Foley has worked with the 107th Precinct for more than 20 years. She has been president for 11 years, and was councilmember for 10 years before that. Foley is also a member of Community Board 8 and serves on the board of her co-op.

Favorite Memory: Every year, many precincts in the city participate in the National Night Out Against Crime.

“We are number one in the city,” Foley boasted.

The 107th Precinct sees anywhere from 1,000 to 2,000 people attend the event each year, which takes place on the first Tuesday of August.

At the event, parents can sign their children up for the NYPD’s Child ID Program. Kids can also participate in a flashlight-guided walk around the precinct, in which they are encouraged to look for crime.

“The real reason we do this is to bring the children into the station to interact with officers,” Foley explained.

Biggest Challenge: Foley said the biggest challenge that she faces is getting residents to communicate with the precinct.

“Any captain will tell you that they need the residents to tell the police what’s going on, or else they won’t ever know,” she said. “They have to get involved, they live here.”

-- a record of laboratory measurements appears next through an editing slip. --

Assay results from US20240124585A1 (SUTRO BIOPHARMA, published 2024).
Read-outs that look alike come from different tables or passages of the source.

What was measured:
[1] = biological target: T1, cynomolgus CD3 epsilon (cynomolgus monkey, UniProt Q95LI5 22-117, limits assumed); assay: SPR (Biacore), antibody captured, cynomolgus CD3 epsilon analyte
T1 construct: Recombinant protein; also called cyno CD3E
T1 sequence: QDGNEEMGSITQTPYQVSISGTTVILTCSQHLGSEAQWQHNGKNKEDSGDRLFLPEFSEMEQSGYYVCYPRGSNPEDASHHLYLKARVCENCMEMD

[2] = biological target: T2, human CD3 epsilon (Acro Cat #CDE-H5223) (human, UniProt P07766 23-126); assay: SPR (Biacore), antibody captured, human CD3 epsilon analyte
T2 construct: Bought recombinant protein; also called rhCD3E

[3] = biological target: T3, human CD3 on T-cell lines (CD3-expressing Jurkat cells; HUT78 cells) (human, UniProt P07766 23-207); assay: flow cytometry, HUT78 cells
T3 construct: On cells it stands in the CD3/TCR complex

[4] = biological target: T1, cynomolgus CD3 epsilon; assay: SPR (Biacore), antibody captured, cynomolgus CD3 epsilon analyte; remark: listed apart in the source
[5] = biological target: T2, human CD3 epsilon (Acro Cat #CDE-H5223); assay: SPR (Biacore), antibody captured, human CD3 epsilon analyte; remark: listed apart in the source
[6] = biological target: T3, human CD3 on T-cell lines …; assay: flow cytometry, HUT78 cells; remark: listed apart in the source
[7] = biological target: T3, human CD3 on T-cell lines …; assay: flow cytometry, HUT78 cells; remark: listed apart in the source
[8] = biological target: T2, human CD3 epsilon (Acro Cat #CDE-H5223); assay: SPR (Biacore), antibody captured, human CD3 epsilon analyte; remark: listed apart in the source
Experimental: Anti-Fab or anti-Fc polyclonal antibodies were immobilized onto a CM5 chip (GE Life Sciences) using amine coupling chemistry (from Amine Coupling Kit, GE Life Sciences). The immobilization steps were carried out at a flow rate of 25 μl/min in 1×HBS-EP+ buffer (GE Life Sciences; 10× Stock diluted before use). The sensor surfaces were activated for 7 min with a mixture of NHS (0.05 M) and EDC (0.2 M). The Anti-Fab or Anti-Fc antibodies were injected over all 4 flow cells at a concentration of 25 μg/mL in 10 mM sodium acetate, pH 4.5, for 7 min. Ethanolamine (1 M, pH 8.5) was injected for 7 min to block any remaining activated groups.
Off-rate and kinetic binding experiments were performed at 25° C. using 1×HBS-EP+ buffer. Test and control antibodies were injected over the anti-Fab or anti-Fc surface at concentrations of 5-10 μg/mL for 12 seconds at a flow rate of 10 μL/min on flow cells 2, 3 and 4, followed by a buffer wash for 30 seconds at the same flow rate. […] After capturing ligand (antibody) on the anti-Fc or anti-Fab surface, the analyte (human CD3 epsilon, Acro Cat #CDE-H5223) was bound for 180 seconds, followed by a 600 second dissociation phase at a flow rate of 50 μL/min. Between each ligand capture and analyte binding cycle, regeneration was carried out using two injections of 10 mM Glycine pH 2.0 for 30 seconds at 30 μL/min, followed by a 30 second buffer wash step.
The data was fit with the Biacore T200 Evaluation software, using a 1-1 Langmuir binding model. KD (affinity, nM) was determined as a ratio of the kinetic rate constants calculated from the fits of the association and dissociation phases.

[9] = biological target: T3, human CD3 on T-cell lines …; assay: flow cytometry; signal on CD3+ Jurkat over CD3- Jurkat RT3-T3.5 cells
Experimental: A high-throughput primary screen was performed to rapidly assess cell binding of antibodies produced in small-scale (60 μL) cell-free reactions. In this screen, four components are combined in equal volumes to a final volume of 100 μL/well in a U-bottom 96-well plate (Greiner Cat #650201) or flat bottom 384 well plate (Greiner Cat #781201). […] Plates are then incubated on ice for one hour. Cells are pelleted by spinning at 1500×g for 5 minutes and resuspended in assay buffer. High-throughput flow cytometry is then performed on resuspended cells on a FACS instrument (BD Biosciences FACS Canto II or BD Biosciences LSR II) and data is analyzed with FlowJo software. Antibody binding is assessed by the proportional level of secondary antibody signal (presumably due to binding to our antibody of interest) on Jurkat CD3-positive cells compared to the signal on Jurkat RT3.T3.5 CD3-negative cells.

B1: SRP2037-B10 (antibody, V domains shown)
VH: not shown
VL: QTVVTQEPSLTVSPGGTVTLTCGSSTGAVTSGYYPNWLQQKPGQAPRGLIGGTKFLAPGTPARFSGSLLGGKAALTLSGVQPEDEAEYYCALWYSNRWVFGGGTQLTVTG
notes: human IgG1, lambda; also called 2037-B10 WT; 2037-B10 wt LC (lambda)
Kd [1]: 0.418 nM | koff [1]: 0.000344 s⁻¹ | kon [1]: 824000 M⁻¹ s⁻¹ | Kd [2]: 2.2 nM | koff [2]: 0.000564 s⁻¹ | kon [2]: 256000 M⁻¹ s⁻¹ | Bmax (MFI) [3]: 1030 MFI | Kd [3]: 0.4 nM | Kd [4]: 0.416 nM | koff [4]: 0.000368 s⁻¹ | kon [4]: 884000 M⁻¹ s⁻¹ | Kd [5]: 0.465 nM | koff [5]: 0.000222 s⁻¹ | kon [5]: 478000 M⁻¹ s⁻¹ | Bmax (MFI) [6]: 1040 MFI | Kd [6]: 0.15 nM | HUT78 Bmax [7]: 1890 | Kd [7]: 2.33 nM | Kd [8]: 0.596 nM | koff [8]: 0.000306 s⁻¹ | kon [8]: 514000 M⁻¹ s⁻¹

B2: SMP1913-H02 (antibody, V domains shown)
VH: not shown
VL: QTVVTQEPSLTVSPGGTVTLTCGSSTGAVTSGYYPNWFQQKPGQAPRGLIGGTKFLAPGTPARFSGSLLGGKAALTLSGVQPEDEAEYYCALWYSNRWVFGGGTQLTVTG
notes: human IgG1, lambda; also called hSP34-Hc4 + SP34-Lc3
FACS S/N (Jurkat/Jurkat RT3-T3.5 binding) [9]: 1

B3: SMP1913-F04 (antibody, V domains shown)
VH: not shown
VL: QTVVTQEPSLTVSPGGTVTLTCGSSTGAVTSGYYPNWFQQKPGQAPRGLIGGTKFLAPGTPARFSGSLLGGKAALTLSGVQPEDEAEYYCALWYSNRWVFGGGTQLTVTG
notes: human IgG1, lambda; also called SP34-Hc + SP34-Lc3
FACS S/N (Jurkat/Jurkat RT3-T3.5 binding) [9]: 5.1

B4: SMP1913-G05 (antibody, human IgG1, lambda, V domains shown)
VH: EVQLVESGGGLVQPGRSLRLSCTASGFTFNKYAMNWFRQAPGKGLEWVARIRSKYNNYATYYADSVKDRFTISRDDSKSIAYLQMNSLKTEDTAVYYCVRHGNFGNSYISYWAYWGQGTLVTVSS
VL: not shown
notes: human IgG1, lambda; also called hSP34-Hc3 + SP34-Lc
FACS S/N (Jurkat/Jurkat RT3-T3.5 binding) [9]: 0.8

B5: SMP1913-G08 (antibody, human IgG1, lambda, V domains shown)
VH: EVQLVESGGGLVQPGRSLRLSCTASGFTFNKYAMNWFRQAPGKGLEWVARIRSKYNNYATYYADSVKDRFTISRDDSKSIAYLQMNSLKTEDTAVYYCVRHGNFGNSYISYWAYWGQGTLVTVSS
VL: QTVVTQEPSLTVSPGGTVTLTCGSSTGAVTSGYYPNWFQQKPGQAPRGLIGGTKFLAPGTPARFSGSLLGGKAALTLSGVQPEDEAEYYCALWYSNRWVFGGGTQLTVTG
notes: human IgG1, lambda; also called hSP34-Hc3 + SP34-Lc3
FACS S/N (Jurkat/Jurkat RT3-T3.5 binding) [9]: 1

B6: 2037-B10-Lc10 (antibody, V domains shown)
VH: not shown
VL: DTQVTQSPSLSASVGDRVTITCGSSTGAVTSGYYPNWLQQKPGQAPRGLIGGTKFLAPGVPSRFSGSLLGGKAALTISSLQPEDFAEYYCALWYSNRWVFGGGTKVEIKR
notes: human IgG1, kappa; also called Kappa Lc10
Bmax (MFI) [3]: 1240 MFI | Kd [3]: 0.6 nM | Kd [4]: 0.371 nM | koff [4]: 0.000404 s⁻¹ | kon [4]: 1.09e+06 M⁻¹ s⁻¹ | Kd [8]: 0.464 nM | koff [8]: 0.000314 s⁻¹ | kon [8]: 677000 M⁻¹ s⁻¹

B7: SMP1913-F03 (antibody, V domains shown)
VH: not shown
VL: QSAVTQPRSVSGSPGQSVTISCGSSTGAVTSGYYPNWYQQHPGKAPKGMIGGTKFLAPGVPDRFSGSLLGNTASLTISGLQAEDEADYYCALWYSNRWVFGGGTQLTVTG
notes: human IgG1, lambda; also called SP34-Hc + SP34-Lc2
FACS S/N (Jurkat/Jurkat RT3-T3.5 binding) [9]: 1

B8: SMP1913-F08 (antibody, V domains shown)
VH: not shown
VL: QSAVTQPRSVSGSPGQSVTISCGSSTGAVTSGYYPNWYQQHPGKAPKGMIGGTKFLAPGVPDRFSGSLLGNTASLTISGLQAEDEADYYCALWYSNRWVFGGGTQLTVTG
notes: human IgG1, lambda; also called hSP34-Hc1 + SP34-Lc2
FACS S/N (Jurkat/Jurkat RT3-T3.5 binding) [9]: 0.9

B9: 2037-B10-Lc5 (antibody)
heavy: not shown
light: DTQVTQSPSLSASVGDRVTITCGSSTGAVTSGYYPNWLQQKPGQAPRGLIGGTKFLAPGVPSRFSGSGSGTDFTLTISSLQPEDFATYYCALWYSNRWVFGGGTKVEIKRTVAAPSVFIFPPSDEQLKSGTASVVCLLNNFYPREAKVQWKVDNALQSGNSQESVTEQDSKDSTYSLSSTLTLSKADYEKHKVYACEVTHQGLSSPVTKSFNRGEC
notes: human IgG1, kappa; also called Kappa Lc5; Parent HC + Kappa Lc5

Foley stressed that residents are the eyes and ears of the community and that their input is the police’s most valuable resource.  She said while it is tough to encourage people to participate, things are improving in the 107th Precinct.

“We have it pretty good here compared to what other [community council] presidents tell me,” she said. “That’s the biggest challenge, but we’re doing a good job.”

Inspiration: Foley is committed to helping create the best community possible. She imagines leaving a better place for her children and grandchildren.

 

RECOMMENDED STORIES